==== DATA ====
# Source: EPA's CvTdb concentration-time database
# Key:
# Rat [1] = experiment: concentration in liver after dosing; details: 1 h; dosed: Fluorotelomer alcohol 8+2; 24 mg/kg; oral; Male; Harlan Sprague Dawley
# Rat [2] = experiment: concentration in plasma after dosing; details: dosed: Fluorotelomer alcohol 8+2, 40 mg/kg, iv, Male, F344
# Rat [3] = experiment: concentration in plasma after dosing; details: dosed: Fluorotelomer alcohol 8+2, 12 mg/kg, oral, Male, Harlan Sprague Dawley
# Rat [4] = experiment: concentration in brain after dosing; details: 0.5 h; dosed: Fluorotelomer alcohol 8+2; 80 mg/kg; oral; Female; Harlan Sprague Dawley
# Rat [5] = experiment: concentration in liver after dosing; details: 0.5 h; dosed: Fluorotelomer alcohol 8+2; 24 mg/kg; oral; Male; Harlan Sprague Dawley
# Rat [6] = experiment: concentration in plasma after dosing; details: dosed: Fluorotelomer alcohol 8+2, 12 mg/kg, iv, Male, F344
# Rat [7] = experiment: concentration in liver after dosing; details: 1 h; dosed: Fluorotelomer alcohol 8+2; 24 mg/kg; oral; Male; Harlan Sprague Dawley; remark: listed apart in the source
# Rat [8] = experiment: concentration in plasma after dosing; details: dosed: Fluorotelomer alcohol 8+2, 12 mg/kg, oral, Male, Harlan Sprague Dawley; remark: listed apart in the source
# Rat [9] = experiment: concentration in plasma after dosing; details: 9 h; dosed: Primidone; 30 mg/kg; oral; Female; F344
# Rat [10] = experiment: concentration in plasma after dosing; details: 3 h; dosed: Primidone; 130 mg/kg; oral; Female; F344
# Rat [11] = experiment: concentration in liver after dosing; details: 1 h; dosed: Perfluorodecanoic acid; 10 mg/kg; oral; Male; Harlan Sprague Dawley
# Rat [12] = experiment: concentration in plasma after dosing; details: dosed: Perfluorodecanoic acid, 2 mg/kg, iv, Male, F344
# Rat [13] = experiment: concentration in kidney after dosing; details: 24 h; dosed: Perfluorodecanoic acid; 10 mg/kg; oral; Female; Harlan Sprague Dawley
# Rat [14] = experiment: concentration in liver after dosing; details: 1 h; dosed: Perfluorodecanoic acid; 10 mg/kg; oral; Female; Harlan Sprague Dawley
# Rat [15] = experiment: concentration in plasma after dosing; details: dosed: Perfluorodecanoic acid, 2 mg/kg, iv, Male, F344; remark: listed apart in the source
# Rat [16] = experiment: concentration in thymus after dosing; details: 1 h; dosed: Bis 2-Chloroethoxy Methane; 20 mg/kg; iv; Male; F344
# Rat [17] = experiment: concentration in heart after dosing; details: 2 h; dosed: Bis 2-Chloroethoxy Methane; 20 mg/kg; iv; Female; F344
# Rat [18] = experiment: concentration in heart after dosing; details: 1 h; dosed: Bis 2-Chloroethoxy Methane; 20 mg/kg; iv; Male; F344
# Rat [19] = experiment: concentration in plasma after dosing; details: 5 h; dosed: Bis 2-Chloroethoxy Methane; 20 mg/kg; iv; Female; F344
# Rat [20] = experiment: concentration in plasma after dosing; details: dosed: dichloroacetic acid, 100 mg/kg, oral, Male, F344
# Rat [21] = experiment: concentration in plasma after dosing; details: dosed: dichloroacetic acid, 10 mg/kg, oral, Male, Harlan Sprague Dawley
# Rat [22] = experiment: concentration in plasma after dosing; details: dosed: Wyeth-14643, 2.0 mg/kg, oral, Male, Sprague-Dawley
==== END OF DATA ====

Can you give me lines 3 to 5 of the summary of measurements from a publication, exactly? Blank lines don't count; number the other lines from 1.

# Rat [1] = experiment: concentration in liver after dosing; details: 1 h; dosed: Fluorotelomer alcohol 8+2; 24 mg/kg; oral; Male; Harlan Sprague Dawley
# Rat [2] = experiment: concentration in plasma after dosing; details: dosed: Fluorotelomer alcohol 8+2, 40 mg/kg, iv, Male, F344
# Rat [3] = experiment: concentration in plasma after dosing; details: dosed: Fluorotelomer alcohol 8+2, 12 mg/kg, oral, Male, Harlan Sprague Dawley